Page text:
4. 4. McGeehan, Forces of Change Reflection 4 accommodative approach as I believe triangulation an undesirable approach to education. The significant change needed to realign our educational system to learners’ needs can not be accomplished by consensus through the compromise of diverse viewpoints. Our educational system truly needs revision for the benefit of society and not just a refocus to satisfy employers’ needs. School reform should be considered a social justice imperative and, as such, needs transformative leadership on the national scale. Our national history shows charismatic leadership has spearheaded reform of this magnitude. Charismatic leadership of King, Chavez, who needed no elected or appointed office; the Kennedys and Roosevelts who held public office; and supporting national personalities like Mother Jones and Betty Friedan from the labor and feminist movements, drove the social and economic reforms of the twentieth century. Those leaders were unafraid to speak out and to assume great personal risks for needed reform. Our educational system needs champions of this caliber and our course assignments encouraged thoughtful reflection on this need. Filling young minds to achieve success in fact based standardized testing does not suffice as a remedy for global socio-economic concerns. Our demographic assignment led to a better understanding of the accomplishments and strategic plans for Rowan University. As a Pennsylvania resident, a local school district assignment would not have class interest or personal relevance since I spend most of my time far from our local district. Our learning community worked diligently on this project which should encourage further dialog on the direction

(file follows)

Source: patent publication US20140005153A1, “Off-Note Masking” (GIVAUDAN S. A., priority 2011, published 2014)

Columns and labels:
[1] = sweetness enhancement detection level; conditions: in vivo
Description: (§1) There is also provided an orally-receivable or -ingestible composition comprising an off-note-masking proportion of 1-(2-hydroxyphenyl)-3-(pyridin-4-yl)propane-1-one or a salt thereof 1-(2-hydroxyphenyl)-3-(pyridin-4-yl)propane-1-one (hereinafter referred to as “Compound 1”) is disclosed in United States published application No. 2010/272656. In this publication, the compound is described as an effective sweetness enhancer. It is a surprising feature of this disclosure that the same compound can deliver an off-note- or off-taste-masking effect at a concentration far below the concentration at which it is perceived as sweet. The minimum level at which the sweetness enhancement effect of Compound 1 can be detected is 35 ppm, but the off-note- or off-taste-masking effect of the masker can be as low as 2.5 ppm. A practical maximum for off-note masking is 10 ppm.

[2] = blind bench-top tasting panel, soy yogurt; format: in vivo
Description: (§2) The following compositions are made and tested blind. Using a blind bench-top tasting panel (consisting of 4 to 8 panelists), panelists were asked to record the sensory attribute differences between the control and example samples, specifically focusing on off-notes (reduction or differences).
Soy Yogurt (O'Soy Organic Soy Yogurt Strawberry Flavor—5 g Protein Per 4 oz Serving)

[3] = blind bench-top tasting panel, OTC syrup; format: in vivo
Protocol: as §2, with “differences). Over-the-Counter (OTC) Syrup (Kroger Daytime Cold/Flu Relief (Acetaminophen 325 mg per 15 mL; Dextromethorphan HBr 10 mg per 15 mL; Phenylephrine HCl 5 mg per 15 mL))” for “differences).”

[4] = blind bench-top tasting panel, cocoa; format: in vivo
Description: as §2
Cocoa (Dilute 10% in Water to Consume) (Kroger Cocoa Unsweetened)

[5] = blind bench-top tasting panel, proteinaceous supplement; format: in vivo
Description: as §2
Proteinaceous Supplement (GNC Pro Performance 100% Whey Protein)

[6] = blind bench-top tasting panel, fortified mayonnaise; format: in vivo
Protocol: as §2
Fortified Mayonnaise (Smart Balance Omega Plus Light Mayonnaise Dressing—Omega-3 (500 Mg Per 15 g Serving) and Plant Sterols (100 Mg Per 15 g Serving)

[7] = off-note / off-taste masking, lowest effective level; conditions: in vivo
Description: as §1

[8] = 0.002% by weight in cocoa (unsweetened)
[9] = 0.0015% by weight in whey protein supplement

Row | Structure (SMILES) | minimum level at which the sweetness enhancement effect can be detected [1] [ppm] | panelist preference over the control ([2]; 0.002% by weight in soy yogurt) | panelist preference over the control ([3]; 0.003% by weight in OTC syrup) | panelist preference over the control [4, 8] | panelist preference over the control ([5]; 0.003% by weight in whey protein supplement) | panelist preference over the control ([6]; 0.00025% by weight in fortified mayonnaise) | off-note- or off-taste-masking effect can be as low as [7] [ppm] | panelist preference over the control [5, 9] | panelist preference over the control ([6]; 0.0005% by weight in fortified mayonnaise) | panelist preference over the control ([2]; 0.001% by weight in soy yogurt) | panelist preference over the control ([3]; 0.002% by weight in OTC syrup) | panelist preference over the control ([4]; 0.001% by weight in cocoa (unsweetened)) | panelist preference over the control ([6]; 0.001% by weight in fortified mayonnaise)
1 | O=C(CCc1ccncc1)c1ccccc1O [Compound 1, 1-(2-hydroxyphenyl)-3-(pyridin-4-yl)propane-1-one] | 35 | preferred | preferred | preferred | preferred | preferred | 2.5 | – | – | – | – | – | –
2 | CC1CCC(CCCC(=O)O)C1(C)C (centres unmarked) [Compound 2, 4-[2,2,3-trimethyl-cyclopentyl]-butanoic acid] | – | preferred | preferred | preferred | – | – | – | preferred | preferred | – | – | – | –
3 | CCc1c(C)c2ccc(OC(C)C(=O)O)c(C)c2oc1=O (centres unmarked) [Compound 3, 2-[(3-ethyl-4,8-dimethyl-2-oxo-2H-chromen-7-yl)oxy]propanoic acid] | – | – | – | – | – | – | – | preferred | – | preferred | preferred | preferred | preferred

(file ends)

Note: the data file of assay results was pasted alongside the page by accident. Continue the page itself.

5. 5. McGeehan, Forces of Change Reflection 5 of our institution. As group members collected Rowan University data they became more comfortable with questioning the Rowan purpose and direction as we proceeded with our project. Our class benefited from this course and thank you for this opportunity. There were many job and health related challenges this semester, but I appreciate what we have learned and the literature the course has added to our body of educational leadership knowledge.
  6. 6. McGeehan, Forces of Change Reflection 6 Bibliography Anderson, G.L. (2009). Advocacy leadership: toward a post-reform agenda in education. New York, NY: Routledge. Elmore, R. Building a new structure for school leadership. Albert Shanker Institute. www.shankerinstitute.org. Accessed September 2009. Friedman, T. Preview of hot, flat and crowded. Washington, DC video. www.thomaslfriedman.com. Accessed September 2009. Leithwood, K. The yin and yang of school reform. Setting the Stage Series. http://workingconditions.net. Accessed September 2009. McLaren, P. (2007). Life in schools: an introduction to critical pedagogy in the foundations of education. Fifth Edition. Boston, MA: Pearson Education, Inc. Murphy, J. Teacher working conditions. Setting the Stage Series. http://workingconditions.net. Accessed September 2009. Stewart, V. Becoming citizens of the world. www.ascd.org. Accessed September 2009. Tyack, D. B. (1974). The one best system: a history of American urban education. Cambridge, MA: Harvard University Press. .